Select the desired text size
Princess on the glass.
From The The blue fairy book by Andrew lang
Start of Story
Once upon a time there was a man who had a meadow which lay on the side
of a mountain, and in the meadow there was a barn in which he stored
hay. But there had not been much hay in the barn for the last two years,
for every St. John's eve, when the grass was in the height of its vigor,
it was all eaten clean up, just as if a whole flock of sheep had gnawed
it down to the ground during the night. This happened once, and it
happened twice, but then the man got tired of losing his crop, and
said to his sons--he had three of them, and the third was called
Cinderlad--that one of them must go and sleep in the barn on St. John's
night, for it was absurd to let the grass be eaten up again, blade and
stalk, as it had been the last two years, and the one who went to watch
must keep a sharp look-out, the man said.
The eldest was quite willing to go to the meadow; he would watch the
grass, he said, and he would do it so well that neither man, nor beast,
nor even the devil himself should have any of it. So when evening came
he went to the barn, and lay down to sleep, but when night was drawing
near there was such a rumbling and such an earthquake that the walls and
roof shook again, and the lad jumped up and took to his heels as fast as
he could, and never even looked back, and the barn remained empty that
year just as it had been for the last two.
Next St. John's eve the man again said that he could not go on in this
way, losing all the grass in the outlying field year after year, and
that one of his sons must just go there and watch it, and watch well
too. So the next oldest son was willing to show what he could do. He
went to the barn and lay down to sleep, as his brother had done; but
when night was drawing near there was a great rumbling, and then an
earthquake, which was even worse than that on the former St. John's
night, and when the youth heard it he was terrified, and went off,
running as if for a wager.
The year after, it was Cinderlad's turn, but when he made ready to go
the others laughed at him, and mocked him. "Well, you are just the right
one to watch the hay, you who have never learned anything but how to sit
among the ashes and bake yourself!" said they. Cinderlad, however, did
not trouble himself about what they said, but when evening drew near
rambled away to the outlying field. When he got there he went into the
barn and lay down, but in about an hour's time the rumbling and creaking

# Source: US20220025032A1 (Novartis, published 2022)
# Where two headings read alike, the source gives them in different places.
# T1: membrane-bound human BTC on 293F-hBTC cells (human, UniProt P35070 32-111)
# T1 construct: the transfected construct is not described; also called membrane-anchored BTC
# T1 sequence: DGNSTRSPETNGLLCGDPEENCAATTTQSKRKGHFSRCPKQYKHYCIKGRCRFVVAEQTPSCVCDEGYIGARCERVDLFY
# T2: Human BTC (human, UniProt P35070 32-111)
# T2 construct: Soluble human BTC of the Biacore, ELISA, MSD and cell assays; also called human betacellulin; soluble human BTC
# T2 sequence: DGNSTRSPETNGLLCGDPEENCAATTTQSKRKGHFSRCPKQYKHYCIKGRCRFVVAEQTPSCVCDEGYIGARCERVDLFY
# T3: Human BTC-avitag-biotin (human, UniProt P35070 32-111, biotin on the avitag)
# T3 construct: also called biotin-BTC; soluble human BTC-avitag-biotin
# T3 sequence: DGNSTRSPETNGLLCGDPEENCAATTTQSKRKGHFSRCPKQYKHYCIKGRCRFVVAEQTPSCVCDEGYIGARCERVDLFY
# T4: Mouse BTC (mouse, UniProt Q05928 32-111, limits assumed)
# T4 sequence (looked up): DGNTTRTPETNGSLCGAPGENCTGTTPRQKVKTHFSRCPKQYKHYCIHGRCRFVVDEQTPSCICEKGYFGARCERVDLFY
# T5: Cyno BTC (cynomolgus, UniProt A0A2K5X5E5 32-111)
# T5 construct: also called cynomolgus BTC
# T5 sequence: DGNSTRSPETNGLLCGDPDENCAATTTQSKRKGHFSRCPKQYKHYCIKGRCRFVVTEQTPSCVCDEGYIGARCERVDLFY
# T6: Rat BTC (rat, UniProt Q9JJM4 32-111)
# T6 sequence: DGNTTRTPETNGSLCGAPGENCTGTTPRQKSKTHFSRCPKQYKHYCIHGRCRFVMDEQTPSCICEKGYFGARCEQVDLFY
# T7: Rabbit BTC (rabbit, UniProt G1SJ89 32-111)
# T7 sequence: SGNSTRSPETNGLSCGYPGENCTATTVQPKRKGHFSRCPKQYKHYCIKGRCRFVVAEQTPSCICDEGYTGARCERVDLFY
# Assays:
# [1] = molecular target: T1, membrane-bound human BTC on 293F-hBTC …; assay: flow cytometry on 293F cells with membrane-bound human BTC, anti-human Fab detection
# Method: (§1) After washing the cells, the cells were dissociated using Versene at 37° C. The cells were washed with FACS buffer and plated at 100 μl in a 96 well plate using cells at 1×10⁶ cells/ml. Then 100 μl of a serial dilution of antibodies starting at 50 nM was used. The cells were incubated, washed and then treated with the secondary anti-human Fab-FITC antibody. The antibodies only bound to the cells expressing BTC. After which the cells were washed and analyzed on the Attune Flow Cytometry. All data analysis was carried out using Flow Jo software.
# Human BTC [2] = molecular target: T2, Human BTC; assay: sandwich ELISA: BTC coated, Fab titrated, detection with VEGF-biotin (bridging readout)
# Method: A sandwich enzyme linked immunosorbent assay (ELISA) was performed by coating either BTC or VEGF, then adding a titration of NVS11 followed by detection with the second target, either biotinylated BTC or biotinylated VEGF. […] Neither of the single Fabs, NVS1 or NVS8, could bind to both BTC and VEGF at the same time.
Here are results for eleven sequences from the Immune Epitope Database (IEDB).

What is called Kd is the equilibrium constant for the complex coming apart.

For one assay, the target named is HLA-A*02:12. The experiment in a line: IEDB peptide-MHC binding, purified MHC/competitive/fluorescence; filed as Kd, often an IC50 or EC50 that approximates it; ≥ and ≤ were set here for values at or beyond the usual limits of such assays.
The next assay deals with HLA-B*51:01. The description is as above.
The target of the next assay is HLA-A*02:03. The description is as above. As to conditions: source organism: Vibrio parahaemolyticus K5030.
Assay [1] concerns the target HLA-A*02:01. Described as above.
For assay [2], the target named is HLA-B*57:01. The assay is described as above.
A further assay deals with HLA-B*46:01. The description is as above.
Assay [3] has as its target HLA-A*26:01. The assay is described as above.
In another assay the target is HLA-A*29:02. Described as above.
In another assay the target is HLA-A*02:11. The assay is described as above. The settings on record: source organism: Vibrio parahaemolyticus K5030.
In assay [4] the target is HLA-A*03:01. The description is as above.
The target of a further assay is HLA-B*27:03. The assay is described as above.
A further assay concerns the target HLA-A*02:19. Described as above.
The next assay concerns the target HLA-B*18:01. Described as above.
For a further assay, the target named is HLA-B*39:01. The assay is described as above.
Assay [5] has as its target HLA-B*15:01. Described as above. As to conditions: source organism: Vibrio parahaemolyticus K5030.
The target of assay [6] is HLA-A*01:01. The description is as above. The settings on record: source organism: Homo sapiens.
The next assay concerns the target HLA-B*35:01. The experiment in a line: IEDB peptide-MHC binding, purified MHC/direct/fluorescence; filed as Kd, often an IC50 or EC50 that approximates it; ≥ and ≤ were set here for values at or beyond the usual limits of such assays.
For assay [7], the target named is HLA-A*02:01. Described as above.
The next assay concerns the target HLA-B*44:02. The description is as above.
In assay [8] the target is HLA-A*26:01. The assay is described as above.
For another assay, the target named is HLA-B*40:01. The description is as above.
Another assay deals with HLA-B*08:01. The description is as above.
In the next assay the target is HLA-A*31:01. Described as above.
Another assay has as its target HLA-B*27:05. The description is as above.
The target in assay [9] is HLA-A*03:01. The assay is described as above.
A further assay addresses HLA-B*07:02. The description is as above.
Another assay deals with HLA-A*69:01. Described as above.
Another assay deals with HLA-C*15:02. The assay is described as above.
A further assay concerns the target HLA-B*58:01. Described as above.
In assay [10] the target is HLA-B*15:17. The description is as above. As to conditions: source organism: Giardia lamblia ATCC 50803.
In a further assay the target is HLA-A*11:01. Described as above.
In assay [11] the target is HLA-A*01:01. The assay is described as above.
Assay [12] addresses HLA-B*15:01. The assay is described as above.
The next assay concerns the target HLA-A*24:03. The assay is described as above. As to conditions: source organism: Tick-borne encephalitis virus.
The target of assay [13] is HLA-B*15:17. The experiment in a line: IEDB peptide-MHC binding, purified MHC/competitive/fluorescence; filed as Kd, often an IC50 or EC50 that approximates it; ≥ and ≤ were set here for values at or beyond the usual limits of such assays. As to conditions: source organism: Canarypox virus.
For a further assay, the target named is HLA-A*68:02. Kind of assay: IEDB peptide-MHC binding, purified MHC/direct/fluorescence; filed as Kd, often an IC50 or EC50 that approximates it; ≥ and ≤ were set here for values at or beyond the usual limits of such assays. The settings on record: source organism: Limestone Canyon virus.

began, and it was frightful to hear it.
"Well, if it gets no worse than
that, I can manage to stand it," thought Cinderlad. In a little time
the creaking began again, and the earth quaked so that all the hay flew
about the boy. "Oh! if it gets no worse than that I can manage to stand
it," thought Cinderlad. But then came a third rumbling, and a third
earthquake, so violent that the boy thought the walls and roof had
fallen down, but when that was over everything suddenly grew as still
as death around him. "I am pretty sure that it will come again," thought
Cinderlad; but no, it did not. Everything was quiet, and everything
stayed quiet, and when he had lain still a short time he heard something
that sounded as if a horse were standing chewing just outside the barn
door. He stole away to the door, which was ajar, to see what was there,
and a horse was standing eating. It was so big, and fat, and fine a
horse that Cinderlad had never seen one like it before, and a saddle
and bridle lay upon it, and a complete suit of armor for a knight, and
everything was of copper, and so bright that it shone again. "Ha, ha! it
is thou who eatest up our hay then," thought the boy; "but I will stop
that." So he made haste, and took out his steel for striking fire, and
threw it over the horse, and then it had no power to stir from the spot,
and became so tame that the boy could do what he liked with it.
mounted it and rode away to a place which no one knew of but himself,
and there he tied it up. When he went home again his brothers laughed
and asked how he had got on.
"You didn't lie long in the barn, if even you have been so far as the
field!" said they.
"I lay in the barn till the sun rose, but I saw nothing and heard
nothing, not I," said the boy. "God knows what there was to make you two
"Well, we shall soon see whether you have watched the meadow or not,"
answered the brothers, but when they got there the grass was all
standing just as long and as thick as it had been the night before.